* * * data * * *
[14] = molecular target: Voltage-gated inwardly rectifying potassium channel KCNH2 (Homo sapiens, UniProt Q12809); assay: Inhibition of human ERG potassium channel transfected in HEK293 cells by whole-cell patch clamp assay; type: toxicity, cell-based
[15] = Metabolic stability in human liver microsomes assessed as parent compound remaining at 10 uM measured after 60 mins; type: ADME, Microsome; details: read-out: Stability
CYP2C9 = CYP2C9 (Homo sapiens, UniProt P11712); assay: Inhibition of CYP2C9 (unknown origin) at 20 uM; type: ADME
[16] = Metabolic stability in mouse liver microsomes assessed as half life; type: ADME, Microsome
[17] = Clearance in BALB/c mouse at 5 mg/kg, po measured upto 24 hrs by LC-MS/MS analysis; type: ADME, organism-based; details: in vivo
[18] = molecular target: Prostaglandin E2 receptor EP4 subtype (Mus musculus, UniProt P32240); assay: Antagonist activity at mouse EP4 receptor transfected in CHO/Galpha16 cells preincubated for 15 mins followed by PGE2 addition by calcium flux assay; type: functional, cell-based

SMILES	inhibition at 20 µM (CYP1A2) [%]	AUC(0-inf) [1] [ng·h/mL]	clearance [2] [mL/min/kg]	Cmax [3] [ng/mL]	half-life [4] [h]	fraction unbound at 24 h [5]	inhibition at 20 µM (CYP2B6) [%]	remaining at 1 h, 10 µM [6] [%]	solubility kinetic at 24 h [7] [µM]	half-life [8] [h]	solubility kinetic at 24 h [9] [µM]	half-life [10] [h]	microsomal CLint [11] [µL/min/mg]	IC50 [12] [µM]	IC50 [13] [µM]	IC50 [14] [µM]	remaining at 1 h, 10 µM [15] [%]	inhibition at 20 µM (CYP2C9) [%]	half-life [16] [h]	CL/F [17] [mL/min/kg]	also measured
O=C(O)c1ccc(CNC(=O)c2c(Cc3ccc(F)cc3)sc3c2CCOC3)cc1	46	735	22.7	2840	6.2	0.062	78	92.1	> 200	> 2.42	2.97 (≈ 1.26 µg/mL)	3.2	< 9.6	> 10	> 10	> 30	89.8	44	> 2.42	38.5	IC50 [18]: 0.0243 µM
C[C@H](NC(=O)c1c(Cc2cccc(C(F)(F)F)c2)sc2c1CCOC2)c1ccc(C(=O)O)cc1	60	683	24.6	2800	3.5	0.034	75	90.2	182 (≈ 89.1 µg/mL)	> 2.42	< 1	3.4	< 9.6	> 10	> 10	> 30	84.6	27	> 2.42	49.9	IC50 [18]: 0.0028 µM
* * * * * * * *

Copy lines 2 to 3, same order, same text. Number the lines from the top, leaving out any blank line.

[15] = Metabolic stability in human liver microsomes assessed as parent compound remaining at 10 uM measured after 60 mins; type: ADME, Microsome; details: read-out: Stability
CYP2C9 = CYP2C9 (Homo sapiens, UniProt P11712); assay: Inhibition of CYP2C9 (unknown origin) at 20 uM; type: ADME